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Mauritius arrests the ship’s captain as it keeps leaking oil after splitting in two
The cargo ship that ran aground off the coast of Mauritius on 25 July, causing incalculable damage, has split in two and its captain has been arrested.
On 25th of July, the MV Wakashio cargo ship – Japan-owned but flying a Panamanian flag – ran aground due to bad weather near a coral reef off the coast of Mauritius. On the 9th of August, Mauritian Prime Minister Pravind Jugnauth declared: “The ship could split in two”. Exactly one week later, this fear became a reality and the ship broke apart. Only two days afterwards, Inspector Siva Coothen told Reuters: “We’ve arrested the captain of the vessel and another member of the crew. After having been heard by the court they’ve been denied bail and are still in detention”. Captain Sunil Kumar Nandeshwar and his deputy are both accused of violating piracy and maritime violence acts.
What was aboard the MV Wakashio ship
The MV Wakashio was filled with 4,000 tonnes of hydrocarbon fuels, most of which, about 3,000 tonnes, were removed after the ship ran aground. However, the prospect of an ecological disaster has become a reality. With operations still ongoing, it’s becoming harder and harder to remove the oil that’s still on board, estimated to be around 90 tonnes. Mauritian authorities have announced that they’ll try to drag the two parts of the hull to a less environmentally sensitive area, however this will also cause more oil to be poured into the open ocean.
The final outcome is likely to be unprecedented environmental damage. “This is the first time that we’re faced with a catastrophe of this kind and we’re insufficiently equipped to handle this problem,” according to Fishing Minister Sudheer Maudhoo. Mauritius is home unique flora and fauna, thanks to the biodiversity of its coral reef. The country’s 1.3 million inhabitants depend on fishing and tourism for their survival and this disaster could have terrible repercussions for them.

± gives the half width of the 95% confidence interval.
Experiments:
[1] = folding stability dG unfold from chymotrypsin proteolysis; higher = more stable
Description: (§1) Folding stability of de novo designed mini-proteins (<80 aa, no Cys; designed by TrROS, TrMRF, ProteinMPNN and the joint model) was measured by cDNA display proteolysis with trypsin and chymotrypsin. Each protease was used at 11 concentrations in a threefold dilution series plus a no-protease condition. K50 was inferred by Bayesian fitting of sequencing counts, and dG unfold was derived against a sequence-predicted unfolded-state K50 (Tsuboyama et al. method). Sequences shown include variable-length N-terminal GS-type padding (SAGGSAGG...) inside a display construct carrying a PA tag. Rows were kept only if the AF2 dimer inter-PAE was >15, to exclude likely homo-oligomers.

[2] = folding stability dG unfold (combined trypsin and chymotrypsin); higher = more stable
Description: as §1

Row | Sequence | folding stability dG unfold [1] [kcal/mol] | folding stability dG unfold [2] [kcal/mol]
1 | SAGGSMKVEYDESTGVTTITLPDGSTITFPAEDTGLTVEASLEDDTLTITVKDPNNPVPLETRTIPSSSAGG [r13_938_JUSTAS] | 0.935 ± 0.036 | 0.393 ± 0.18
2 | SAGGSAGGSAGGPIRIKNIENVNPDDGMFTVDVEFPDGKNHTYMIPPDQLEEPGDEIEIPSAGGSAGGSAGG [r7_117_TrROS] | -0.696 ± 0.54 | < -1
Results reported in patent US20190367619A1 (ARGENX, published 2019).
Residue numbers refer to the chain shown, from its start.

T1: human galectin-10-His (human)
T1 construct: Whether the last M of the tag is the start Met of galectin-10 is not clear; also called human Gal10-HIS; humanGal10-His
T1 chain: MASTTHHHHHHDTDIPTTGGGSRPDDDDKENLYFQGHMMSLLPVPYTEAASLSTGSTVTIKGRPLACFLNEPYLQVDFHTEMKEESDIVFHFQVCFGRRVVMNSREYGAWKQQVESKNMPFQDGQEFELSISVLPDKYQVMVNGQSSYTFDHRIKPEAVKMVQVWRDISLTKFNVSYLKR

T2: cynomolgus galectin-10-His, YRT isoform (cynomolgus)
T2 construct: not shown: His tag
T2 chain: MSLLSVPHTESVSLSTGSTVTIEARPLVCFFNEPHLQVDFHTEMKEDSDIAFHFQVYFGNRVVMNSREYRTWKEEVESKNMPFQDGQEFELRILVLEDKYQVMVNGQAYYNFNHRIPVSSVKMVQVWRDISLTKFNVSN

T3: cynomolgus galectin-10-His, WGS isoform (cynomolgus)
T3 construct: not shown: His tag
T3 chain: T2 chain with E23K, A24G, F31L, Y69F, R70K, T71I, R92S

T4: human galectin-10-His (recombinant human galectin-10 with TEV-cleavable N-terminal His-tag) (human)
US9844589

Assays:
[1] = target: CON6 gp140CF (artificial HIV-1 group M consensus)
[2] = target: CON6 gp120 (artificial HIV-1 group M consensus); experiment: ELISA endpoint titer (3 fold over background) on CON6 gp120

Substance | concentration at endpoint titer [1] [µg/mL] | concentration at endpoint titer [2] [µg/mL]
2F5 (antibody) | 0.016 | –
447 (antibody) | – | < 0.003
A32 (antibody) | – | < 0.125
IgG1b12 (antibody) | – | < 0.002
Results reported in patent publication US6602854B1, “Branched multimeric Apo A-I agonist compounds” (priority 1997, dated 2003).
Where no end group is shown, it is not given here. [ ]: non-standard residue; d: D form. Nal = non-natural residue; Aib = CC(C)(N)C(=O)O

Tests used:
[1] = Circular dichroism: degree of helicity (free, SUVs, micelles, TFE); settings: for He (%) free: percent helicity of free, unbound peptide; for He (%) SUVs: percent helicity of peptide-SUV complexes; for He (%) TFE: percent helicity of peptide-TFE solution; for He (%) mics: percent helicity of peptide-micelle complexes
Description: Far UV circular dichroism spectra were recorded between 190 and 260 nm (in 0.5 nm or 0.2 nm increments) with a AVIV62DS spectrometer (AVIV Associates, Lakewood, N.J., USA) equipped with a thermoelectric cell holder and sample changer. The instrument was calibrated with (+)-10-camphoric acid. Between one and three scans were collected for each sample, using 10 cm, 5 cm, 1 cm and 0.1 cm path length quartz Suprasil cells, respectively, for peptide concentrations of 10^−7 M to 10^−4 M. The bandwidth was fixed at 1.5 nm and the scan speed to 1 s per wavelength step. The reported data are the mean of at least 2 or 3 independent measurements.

How bad is the damage?
Satellite images taken by US-based company Ursa Space Systems on the 11th of August suggest that the oil spill has spread to at least 27 square kilometres of the Indian Ocean. However, according to BBC correspondent Navid Singh Khadka, the extent of the damage is actually likely to be three times as much, considering that the total amount of oil spilt is around 1,000 tonnes. Prime Minister Jugnauth has declared a state of emergency and the Indian government has sent a group of technicians and experts to help local authorities handle the crisis.
According to Greenpeace Africa, thousands of animal species are now at risk, as are the people of Mauritius who depend on the ocean for their food security.
The captain’s arrest
The Mauritius coastguard tried repeatedly to get in contact with the ship to warn it that it was on a dangerous course but failed to receive a reply, according to what a witness – a maritime official who prefers to remain anonymous – told Reuters.
“The route set five days before the crash was wrong and the boat navigation system should have signalled that to the crew and it seems the crew ignored it,” the official continues. “The boat did also fail to send out an SOS (when it ran aground), and didn’t respond to attempts by the coastguard to get in touch”.
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